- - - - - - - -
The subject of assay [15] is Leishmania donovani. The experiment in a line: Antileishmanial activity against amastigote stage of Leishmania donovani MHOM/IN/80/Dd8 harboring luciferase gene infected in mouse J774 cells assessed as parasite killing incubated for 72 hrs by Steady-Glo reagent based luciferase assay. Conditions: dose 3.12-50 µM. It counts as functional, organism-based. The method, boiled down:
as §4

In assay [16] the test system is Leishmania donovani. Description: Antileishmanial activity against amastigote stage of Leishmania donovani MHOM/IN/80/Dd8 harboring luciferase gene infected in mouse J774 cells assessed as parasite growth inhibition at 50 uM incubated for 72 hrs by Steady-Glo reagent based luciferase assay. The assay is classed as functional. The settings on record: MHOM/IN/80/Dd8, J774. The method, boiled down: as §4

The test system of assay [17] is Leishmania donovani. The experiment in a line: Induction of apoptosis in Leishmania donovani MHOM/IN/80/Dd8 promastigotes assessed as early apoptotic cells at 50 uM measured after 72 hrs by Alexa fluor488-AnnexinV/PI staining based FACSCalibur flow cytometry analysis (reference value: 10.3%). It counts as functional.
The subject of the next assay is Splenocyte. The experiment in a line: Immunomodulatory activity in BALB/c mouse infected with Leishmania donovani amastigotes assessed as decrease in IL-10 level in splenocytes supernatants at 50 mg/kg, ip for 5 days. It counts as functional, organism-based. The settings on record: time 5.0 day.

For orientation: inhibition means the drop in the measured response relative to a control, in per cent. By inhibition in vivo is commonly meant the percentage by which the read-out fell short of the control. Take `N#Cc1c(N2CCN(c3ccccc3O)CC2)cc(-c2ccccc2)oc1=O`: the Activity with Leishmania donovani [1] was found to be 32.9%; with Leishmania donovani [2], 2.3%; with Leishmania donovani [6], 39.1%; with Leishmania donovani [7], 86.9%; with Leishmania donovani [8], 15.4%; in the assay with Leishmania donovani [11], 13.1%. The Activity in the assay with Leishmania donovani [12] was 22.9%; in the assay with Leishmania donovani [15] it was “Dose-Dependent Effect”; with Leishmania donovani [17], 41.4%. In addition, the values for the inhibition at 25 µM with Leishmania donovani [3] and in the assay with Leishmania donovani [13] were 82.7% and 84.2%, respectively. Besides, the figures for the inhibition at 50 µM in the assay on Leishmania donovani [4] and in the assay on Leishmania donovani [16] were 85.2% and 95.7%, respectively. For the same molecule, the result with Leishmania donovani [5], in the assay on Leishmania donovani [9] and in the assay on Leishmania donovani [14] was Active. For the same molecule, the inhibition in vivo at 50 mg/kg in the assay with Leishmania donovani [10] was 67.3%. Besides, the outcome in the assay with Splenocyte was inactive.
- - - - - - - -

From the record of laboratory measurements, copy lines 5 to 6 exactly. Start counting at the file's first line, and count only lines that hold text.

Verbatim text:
The subject of the next assay is Splenocyte. The experiment in a line: Immunomodulatory activity in BALB/c mouse infected with Leishmania donovani amastigotes assessed as decrease in IL-10 level in splenocytes supernatants at 50 mg/kg, ip for 5 days. It counts as functional, organism-based. The settings on record: time 5.0 day.

For orientation: inhibition means the drop in the measured response relative to a control, in per cent. By inhibition in vivo is commonly meant the percentage by which the read-out fell short of the control. Take `N#Cc1c(N2CCN(c3ccccc3O)CC2)cc(-c2ccccc2)oc1=O`: the Activity with Leishmania donovani [1] was found to be 32.9%; with Leishmania donovani [2], 2.3%; with Leishmania donovani [6], 39.1%; with Leishmania donovani [7], 86.9%; with Leishmania donovani [8], 15.4%; in the assay with Leishmania donovani [11], 13.1%. The Activity in the assay with Leishmania donovani [12] was 22.9%; in the assay with Leishmania donovani [15] it was “Dose-Dependent Effect”; with Leishmania donovani [17], 41.4%. In addition, the values for the inhibition at 25 µM with Leishmania donovani [3] and in the assay with Leishmania donovani [13] were 82.7% and 84.2%, respectively. Besides, the figures for the inhibition at 50 µM in the assay on Leishmania donovani [4] and in the assay on Leishmania donovani [16] were 85.2% and 95.7%, respectively. For the same molecule, the result with Leishmania donovani [5], in the assay on Leishmania donovani [9] and in the assay on Leishmania donovani [14] was Active. For the same molecule, the inhibition in vivo at 50 mg/kg in the assay with Leishmania donovani [10] was 67.3%. Besides, the outcome in the assay with Splenocyte was inactive.